A Pulitzer Prize-winning photographer who covers conflict zones across the Middle East, South Asia, and Africa, Lynsey Addario is a regular contributor to National Geographic, The New York Times, and Time magazine. She began her professional career as a photographer in 1996 with little formal training. A few years later, in 2000, she first traveled to Afghanistan to document life under the Taliban regime.
She has returned to Afghanistan numerous times and covered conflicts in Iraq, Lebanon, Darfur, the Democratic Republic of the Congo, and Libya, where she was among four New York Times journalists kidnapped in 2011. Most recently she has covered the Syrian refugee crisis, the ISIS advance in Iraq, the civil war in South Sudan, and the flow of African and Middle Eastern migrants into Sicily.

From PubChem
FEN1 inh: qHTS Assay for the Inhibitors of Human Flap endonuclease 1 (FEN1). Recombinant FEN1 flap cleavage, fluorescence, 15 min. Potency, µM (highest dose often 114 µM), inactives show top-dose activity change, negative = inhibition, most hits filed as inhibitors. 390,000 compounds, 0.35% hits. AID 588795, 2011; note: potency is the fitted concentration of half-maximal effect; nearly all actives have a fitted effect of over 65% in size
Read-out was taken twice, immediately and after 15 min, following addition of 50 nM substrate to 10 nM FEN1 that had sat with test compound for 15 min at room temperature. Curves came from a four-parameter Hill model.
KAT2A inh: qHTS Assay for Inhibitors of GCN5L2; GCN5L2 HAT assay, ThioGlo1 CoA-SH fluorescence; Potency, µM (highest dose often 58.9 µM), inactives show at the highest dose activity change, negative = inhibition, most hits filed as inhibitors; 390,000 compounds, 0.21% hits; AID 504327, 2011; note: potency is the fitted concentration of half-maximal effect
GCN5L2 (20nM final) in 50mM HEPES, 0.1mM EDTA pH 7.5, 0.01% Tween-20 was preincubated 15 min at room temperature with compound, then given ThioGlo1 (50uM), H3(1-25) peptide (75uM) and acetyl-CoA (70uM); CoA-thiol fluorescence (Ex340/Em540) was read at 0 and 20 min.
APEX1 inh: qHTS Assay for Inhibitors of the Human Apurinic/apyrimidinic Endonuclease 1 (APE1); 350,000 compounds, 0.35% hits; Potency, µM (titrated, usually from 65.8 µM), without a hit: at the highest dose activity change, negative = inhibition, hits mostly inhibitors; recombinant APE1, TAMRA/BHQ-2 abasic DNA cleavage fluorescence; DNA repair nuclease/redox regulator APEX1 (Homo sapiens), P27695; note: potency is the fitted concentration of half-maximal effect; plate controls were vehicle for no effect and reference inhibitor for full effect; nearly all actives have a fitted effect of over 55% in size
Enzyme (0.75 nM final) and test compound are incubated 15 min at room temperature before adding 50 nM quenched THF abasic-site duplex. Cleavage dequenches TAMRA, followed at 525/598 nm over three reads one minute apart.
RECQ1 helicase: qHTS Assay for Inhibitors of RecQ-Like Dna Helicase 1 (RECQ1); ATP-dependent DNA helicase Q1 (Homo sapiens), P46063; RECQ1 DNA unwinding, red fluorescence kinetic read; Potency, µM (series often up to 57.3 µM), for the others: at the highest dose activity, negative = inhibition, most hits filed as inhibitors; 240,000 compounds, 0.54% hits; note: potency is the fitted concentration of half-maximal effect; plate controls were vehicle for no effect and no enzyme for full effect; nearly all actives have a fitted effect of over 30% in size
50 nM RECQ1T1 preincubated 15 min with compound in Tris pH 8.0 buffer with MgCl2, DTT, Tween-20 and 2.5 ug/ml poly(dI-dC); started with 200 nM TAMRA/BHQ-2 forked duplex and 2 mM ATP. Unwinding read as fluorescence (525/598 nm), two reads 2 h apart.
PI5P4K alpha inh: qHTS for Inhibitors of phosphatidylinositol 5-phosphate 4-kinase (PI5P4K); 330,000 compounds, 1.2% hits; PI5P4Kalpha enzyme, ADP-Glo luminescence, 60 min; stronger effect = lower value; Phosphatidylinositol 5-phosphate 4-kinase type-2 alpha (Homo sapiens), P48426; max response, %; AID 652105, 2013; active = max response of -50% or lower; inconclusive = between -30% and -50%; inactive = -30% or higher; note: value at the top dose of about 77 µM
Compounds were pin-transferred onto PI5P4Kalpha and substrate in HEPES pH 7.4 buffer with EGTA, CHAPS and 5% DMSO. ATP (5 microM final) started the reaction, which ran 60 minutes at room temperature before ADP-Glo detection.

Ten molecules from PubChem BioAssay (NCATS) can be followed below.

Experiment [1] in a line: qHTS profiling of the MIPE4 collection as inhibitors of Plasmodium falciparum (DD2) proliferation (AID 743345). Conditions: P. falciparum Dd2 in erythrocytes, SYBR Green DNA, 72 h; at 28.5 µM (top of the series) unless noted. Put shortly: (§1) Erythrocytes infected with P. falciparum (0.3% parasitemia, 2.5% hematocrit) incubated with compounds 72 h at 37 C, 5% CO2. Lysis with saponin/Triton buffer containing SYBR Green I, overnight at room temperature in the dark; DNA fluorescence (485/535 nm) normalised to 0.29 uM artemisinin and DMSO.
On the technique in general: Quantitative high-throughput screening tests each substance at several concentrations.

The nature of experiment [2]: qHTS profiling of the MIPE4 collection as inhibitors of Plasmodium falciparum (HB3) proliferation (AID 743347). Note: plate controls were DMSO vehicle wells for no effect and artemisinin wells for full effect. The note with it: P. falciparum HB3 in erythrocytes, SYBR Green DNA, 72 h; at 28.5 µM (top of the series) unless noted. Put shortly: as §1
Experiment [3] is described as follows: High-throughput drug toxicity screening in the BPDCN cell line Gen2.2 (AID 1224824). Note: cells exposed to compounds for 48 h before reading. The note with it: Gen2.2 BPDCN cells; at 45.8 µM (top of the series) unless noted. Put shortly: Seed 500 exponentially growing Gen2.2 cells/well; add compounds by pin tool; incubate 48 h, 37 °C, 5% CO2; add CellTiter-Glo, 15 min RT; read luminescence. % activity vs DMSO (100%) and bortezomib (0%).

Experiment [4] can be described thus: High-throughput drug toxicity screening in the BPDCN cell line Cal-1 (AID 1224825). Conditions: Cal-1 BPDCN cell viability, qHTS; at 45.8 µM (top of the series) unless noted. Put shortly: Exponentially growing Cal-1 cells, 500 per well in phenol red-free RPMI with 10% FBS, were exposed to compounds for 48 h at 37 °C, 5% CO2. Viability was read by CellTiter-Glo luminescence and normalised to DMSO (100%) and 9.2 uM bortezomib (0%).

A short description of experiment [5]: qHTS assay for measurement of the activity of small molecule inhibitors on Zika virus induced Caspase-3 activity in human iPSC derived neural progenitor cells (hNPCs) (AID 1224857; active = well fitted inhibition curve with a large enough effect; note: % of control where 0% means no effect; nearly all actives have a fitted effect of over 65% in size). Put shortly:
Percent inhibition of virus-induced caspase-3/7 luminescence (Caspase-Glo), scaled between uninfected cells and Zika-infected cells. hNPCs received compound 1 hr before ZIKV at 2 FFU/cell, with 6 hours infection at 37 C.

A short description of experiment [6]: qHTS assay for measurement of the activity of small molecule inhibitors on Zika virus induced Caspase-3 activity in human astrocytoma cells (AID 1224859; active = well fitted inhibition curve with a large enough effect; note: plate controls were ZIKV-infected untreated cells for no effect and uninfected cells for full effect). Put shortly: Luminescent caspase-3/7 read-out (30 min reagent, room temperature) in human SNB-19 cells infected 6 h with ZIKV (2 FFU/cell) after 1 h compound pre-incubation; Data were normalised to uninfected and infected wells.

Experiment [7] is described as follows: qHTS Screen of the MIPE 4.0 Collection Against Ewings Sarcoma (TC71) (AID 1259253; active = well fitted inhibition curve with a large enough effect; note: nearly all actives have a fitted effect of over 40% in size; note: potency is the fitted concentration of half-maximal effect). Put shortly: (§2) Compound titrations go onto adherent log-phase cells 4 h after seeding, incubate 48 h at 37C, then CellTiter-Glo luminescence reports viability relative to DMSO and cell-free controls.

Addario has been the recipient of numerous awards, including the MacArthur Fellowship “Genius” grant, the Overseas Press Club’s Oliver Rebbot award for her series “Veiled Rebellion: Afghan Women,” and was part of the New York Times team honored with the 2009 Pulitzer Prize for International Reporting “for its masterful, groundbreaking coverage of America’s deepening military and political challenges in Afghanistan and Pakistan.”
In 2015 American Photo magazine named Addario as one of the five most influential photographers of the past 25 years, for changing the way we see world conflict.
Addario recently released a “New York Times” best-selling memoir, It’s What I Do: A Photographer’s Life of Love and War, which chronicles her personal and professional life as a photojournalist coming of age in the post-9/11 world.
Using powerful and evocative images, Addario’s program brings the audience to the frontlines of geopolitical and human rights struggles plaguing our world today.